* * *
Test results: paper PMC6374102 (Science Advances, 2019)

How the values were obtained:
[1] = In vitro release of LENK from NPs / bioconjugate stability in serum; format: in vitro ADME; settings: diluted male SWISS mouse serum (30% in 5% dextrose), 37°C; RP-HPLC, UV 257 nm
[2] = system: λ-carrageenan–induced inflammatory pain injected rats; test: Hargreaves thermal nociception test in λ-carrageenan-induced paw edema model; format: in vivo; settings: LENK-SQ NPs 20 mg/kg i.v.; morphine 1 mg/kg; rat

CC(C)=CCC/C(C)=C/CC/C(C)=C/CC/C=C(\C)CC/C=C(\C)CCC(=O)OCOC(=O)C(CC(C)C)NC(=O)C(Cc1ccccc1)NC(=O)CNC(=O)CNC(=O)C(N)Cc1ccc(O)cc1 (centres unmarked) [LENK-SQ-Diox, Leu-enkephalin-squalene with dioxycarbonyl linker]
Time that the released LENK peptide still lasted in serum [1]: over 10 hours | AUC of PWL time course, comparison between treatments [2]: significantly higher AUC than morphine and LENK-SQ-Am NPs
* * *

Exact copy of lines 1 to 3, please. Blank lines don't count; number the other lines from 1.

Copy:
Test results: paper PMC6374102 (Science Advances, 2019)

How the values were obtained:
[1] = In vitro release of LENK from NPs / bioconjugate stability in serum; format: in vitro ADME; settings: diluted male SWISS mouse serum (30% in 5% dextrose), 37°C; RP-HPLC, UV 257 nm